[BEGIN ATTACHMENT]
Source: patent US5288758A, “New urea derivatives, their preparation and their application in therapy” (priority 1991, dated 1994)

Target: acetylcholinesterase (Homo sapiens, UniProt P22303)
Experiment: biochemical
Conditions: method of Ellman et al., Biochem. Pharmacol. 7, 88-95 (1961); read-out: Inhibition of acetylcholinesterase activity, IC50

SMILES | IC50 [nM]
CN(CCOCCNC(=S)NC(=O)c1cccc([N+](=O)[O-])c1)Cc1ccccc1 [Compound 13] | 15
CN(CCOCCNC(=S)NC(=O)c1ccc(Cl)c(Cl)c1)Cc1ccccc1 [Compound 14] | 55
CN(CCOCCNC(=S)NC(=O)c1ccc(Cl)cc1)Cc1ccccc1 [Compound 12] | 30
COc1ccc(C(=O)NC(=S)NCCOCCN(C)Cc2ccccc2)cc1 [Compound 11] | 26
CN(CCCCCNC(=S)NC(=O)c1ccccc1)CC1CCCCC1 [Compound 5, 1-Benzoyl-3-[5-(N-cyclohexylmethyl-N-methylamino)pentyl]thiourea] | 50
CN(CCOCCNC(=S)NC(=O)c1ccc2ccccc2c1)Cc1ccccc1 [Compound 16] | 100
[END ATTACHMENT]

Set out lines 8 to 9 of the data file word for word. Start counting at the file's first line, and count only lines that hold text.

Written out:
CN(CCOCCNC(=S)NC(=O)c1ccc(Cl)cc1)Cc1ccccc1 [Compound 12] | 30
COc1ccc(C(=O)NC(=S)NCCOCCN(C)Cc2ccccc2)cc1 [Compound 11] | 26